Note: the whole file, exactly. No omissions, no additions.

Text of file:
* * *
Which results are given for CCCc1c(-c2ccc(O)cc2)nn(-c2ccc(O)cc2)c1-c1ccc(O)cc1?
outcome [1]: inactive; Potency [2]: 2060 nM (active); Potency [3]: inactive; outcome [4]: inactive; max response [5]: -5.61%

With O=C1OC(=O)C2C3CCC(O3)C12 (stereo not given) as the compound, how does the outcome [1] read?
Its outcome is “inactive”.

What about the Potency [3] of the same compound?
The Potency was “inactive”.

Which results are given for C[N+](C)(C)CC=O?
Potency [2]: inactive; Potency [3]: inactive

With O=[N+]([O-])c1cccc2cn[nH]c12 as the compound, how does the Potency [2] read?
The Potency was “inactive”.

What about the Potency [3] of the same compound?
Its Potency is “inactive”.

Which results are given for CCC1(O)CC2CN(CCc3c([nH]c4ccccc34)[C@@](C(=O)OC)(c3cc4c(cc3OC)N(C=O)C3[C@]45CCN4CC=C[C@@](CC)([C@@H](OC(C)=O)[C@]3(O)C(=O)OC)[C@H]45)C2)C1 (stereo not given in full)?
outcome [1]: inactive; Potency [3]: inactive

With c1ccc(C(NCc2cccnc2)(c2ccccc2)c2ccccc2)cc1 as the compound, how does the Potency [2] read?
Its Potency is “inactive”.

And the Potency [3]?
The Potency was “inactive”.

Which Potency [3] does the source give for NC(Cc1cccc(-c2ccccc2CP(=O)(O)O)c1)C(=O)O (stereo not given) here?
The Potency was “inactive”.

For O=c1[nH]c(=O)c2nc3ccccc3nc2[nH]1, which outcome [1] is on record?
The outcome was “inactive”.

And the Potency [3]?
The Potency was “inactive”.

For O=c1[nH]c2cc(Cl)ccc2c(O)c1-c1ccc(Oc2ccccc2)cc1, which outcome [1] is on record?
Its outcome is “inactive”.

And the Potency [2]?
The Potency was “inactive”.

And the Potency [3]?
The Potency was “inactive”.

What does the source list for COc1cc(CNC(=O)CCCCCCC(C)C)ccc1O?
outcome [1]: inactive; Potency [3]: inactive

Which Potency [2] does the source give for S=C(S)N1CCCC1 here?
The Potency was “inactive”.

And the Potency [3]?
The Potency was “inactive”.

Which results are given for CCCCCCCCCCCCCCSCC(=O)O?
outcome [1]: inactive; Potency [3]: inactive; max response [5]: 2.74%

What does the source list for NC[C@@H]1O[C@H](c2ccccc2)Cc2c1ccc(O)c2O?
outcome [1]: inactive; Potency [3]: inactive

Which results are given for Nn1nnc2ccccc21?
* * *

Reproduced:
Which results are given for CCCc1c(-c2ccc(O)cc2)nn(-c2ccc(O)cc2)c1-c1ccc(O)cc1?
outcome [1]: inactive; Potency [2]: 2060 nM (active); Potency [3]: inactive; outcome [4]: inactive; max response [5]: -5.61%

With O=C1OC(=O)C2C3CCC(O3)C12 (stereo not given) as the compound, how does the outcome [1] read?
Its outcome is “inactive”.

What about the Potency [3] of the same compound?
The Potency was “inactive”.

Which results are given for C[N+](C)(C)CC=O?
Potency [2]: inactive; Potency [3]: inactive

With O=[N+]([O-])c1cccc2cn[nH]c12 as the compound, how does the Potency [2] read?
The Potency was “inactive”.

What about the Potency [3] of the same compound?
Its Potency is “inactive”.

Which results are given for CCC1(O)CC2CN(CCc3c([nH]c4ccccc34)[C@@](C(=O)OC)(c3cc4c(cc3OC)N(C=O)C3[C@]45CCN4CC=C[C@@](CC)([C@@H](OC(C)=O)[C@]3(O)C(=O)OC)[C@H]45)C2)C1 (stereo not given in full)?
outcome [1]: inactive; Potency [3]: inactive

With c1ccc(C(NCc2cccnc2)(c2ccccc2)c2ccccc2)cc1 as the compound, how does the Potency [2] read?
Its Potency is “inactive”.

And the Potency [3]?
The Potency was “inactive”.

Which Potency [3] does the source give for NC(Cc1cccc(-c2ccccc2CP(=O)(O)O)c1)C(=O)O (stereo not given) here?
The Potency was “inactive”.

For O=c1[nH]c(=O)c2nc3ccccc3nc2[nH]1, which outcome [1] is on record?
The outcome was “inactive”.

And the Potency [3]?
The Potency was “inactive”.

For O=c1[nH]c2cc(Cl)ccc2c(O)c1-c1ccc(Oc2ccccc2)cc1, which outcome [1] is on record?
Its outcome is “inactive”.

And the Potency [2]?
The Potency was “inactive”.

And the Potency [3]?
The Potency was “inactive”.

What does the source list for COc1cc(CNC(=O)CCCCCCC(C)C)ccc1O?
outcome [1]: inactive; Potency [3]: inactive

Which Potency [2] does the source give for S=C(S)N1CCCC1 here?
The Potency was “inactive”.

And the Potency [3]?
The Potency was “inactive”.

Which results are given for CCCCCCCCCCCCCCSCC(=O)O?
outcome [1]: inactive; Potency [3]: inactive; max response [5]: 2.74%

What does the source list for NC[C@@H]1O[C@H](c2ccccc2)Cc2c1ccc(O)c2O?
outcome [1]: inactive; Potency [3]: inactive

Which results are given for Nn1nnc2ccccc21?